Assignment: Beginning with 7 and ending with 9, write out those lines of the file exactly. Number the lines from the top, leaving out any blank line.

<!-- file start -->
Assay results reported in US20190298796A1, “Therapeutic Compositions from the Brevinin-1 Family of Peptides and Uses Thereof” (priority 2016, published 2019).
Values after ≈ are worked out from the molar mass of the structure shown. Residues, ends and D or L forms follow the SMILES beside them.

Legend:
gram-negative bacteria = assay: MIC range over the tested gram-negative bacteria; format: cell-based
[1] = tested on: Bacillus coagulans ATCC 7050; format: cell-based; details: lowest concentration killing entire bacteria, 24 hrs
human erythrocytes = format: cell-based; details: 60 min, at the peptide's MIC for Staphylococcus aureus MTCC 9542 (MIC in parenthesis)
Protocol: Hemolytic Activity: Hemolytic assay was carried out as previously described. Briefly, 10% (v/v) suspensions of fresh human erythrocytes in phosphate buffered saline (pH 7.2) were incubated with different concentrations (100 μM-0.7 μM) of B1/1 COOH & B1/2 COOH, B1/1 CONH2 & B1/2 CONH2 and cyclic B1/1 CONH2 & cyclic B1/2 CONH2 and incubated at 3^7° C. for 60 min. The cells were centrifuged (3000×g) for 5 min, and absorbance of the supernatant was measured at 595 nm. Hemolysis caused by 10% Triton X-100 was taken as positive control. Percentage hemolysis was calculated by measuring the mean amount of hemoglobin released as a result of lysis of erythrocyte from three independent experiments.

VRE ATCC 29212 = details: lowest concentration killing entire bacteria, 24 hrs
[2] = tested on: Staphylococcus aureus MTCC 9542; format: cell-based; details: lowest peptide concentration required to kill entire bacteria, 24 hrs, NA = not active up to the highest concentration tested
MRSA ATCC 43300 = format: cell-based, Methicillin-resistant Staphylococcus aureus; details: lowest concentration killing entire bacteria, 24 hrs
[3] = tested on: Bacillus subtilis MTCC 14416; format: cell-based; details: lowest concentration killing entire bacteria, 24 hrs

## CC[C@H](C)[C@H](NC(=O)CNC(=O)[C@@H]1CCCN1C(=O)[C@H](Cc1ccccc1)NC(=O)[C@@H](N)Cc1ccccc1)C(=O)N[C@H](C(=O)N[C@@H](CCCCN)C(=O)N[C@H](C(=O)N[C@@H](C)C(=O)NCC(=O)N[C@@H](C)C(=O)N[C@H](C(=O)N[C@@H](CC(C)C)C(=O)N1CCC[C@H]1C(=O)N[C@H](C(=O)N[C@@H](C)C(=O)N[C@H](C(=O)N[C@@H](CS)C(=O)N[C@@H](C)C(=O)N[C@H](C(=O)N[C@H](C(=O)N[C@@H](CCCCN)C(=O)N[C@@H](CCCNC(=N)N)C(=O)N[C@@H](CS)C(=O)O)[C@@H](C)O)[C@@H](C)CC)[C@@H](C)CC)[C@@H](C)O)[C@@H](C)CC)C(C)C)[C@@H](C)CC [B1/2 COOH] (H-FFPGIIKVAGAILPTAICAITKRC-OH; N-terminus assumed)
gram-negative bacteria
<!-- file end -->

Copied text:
Protocol: Hemolytic Activity: Hemolytic assay was carried out as previously described. Briefly, 10% (v/v) suspensions of fresh human erythrocytes in phosphate buffered saline (pH 7.2) were incubated with different concentrations (100 μM-0.7 μM) of B1/1 COOH & B1/2 COOH, B1/1 CONH2 & B1/2 CONH2 and cyclic B1/1 CONH2 & cyclic B1/2 CONH2 and incubated at 3^7° C. for 60 min. The cells were centrifuged (3000×g) for 5 min, and absorbance of the supernatant was measured at 595 nm. Hemolysis caused by 10% Triton X-100 was taken as positive control. Percentage hemolysis was calculated by measuring the mean amount of hemoglobin released as a result of lysis of erythrocyte from three independent experiments.

VRE ATCC 29212 = details: lowest concentration killing entire bacteria, 24 hrs
[2] = tested on: Staphylococcus aureus MTCC 9542; format: cell-based; details: lowest peptide concentration required to kill entire bacteria, 24 hrs, NA = not active up to the highest concentration tested